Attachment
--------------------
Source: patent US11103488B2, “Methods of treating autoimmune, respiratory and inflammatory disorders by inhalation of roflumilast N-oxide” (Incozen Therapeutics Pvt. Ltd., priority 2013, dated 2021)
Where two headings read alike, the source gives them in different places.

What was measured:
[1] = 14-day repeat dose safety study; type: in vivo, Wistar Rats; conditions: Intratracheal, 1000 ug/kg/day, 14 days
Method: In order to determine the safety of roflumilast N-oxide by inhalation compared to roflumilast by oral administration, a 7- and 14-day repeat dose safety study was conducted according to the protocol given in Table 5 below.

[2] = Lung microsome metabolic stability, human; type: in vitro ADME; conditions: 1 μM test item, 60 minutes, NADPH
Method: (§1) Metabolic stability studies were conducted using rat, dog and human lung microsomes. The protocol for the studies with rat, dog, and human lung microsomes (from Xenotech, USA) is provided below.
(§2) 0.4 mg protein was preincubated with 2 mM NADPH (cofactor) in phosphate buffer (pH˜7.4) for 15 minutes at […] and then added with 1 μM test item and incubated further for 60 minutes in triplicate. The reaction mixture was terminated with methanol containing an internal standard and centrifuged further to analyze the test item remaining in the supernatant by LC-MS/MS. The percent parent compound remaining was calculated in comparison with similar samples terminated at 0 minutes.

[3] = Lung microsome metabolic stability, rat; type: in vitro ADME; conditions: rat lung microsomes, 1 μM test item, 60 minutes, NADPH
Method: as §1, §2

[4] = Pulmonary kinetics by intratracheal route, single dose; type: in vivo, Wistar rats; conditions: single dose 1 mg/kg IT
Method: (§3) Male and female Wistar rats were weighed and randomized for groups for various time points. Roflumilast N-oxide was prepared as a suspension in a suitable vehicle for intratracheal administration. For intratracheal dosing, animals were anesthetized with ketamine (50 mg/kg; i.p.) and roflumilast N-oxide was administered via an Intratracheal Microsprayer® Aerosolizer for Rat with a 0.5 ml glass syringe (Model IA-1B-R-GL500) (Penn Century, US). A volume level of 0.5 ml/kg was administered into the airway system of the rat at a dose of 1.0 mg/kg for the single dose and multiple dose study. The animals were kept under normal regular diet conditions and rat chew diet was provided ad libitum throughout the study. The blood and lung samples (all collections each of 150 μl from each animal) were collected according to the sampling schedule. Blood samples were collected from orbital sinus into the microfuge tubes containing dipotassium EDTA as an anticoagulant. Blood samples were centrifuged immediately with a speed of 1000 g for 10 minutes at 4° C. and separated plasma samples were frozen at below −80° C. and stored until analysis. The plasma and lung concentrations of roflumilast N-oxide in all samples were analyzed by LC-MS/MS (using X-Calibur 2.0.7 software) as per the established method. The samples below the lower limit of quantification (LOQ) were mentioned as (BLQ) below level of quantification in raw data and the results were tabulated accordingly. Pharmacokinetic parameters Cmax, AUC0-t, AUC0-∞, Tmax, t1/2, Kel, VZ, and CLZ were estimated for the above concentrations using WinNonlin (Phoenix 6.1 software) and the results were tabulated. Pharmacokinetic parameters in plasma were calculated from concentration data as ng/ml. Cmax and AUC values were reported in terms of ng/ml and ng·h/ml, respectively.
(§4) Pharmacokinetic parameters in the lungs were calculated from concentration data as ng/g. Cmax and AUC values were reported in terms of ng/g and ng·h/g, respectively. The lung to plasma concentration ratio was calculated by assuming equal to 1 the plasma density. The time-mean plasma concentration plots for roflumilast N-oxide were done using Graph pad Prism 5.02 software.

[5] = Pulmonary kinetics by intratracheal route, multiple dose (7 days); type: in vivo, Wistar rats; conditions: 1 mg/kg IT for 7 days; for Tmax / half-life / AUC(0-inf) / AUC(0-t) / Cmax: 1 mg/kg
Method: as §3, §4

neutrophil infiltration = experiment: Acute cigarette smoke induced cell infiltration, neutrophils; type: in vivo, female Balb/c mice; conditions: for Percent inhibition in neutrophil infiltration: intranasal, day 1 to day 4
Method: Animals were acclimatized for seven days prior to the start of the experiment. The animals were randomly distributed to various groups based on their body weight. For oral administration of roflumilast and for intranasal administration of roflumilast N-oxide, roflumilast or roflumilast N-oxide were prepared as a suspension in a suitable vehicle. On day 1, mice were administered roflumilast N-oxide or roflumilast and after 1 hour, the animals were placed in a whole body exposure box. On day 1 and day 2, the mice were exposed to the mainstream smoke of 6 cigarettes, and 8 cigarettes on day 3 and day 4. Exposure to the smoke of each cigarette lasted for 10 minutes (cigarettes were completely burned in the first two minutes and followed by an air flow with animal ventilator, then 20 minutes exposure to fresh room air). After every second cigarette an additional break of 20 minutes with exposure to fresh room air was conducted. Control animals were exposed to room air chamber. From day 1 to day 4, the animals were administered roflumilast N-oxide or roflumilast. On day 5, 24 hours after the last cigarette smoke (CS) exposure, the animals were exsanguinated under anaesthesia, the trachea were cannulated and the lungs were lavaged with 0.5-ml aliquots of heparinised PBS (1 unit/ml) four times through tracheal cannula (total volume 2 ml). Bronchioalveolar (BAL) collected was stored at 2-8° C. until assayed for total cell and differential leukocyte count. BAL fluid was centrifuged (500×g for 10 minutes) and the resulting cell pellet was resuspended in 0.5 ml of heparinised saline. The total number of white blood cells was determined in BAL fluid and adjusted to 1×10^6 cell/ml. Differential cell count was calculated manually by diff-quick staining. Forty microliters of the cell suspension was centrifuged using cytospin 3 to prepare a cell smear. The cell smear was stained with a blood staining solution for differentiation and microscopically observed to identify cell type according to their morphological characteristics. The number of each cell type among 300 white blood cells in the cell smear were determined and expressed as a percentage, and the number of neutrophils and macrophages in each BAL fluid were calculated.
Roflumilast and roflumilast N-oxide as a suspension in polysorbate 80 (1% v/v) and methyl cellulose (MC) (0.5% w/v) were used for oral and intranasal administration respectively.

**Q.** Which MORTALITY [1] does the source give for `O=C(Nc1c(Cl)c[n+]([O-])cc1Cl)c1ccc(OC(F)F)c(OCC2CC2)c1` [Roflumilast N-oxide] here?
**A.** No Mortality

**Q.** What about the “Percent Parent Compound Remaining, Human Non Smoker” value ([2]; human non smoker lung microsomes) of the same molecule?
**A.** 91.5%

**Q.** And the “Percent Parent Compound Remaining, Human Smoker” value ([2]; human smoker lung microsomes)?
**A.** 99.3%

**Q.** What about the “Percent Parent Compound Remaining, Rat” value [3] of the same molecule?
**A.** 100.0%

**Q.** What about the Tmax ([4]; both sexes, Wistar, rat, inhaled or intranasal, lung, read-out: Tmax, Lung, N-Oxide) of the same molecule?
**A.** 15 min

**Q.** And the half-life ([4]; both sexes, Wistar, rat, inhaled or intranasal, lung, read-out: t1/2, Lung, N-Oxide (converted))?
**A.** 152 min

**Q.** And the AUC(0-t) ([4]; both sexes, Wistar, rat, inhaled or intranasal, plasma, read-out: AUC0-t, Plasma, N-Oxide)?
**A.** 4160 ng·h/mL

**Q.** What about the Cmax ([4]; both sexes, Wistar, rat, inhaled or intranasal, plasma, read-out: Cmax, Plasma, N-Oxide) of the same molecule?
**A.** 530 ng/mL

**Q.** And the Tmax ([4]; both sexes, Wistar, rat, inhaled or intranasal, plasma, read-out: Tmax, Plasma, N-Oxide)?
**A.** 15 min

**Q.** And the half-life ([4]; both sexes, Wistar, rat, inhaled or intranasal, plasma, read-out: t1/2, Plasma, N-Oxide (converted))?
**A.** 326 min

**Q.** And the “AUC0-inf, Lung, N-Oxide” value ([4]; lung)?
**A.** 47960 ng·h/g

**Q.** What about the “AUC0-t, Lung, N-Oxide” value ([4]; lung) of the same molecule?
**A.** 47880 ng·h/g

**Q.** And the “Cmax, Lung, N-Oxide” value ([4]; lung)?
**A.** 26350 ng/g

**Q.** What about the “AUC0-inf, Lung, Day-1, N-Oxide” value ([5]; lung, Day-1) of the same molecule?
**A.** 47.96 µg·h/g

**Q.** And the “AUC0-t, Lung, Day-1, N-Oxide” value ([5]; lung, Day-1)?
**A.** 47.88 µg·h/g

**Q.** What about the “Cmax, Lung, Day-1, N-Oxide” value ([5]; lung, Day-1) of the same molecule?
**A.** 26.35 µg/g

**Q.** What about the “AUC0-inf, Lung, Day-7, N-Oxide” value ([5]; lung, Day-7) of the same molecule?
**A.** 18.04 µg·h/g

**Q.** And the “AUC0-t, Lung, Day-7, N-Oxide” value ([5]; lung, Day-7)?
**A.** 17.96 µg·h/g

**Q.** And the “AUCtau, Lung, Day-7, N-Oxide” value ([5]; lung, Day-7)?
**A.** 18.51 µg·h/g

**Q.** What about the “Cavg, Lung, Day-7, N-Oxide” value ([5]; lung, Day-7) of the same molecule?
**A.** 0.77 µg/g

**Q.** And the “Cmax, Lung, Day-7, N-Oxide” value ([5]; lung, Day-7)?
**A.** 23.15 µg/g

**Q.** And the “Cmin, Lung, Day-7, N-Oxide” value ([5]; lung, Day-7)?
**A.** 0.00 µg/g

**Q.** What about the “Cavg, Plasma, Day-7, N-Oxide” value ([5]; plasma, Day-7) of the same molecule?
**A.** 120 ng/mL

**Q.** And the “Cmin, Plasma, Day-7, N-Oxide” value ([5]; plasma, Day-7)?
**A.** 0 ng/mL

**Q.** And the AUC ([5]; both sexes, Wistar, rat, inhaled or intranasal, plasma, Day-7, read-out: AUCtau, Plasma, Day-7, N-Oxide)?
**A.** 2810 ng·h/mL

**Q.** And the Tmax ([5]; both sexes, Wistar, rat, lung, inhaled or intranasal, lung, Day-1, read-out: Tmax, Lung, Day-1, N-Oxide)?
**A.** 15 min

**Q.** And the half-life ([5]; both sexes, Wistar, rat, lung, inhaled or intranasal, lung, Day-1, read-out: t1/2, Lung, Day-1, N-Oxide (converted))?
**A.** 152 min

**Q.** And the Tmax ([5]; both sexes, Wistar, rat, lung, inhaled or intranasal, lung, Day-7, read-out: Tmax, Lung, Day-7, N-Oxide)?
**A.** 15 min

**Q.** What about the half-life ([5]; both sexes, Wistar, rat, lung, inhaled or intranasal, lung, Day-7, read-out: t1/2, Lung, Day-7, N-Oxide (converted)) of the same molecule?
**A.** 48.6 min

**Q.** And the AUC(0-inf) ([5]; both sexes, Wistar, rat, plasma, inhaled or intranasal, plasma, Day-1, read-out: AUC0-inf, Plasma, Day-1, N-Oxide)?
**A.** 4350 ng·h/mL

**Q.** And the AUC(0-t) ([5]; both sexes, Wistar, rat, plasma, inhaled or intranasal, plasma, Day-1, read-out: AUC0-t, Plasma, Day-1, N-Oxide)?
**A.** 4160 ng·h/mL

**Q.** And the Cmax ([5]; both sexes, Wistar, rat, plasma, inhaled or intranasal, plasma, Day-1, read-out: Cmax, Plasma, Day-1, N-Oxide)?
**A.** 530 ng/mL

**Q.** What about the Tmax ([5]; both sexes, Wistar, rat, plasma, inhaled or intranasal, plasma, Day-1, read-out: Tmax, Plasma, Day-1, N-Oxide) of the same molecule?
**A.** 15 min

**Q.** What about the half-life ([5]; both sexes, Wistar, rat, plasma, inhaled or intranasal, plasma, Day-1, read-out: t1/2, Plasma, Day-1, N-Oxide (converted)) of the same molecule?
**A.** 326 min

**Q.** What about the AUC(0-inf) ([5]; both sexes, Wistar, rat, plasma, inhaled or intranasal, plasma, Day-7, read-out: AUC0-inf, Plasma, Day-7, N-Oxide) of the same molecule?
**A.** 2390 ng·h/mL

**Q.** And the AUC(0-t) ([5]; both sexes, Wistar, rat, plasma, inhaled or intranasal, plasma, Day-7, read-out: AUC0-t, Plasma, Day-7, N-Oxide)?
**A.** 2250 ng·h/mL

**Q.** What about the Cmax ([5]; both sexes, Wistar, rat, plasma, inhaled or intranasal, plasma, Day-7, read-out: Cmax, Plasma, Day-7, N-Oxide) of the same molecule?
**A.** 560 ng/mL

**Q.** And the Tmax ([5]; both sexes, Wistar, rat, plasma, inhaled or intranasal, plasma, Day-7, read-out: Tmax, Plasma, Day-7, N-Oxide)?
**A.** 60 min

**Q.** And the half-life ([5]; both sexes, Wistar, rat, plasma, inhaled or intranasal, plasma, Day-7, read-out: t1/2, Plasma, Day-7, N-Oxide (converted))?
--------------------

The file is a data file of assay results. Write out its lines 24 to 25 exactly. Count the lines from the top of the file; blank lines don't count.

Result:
**A.** 99.3%

**Q.** What about the “Percent Parent Compound Remaining, Rat” value [3] of the same molecule?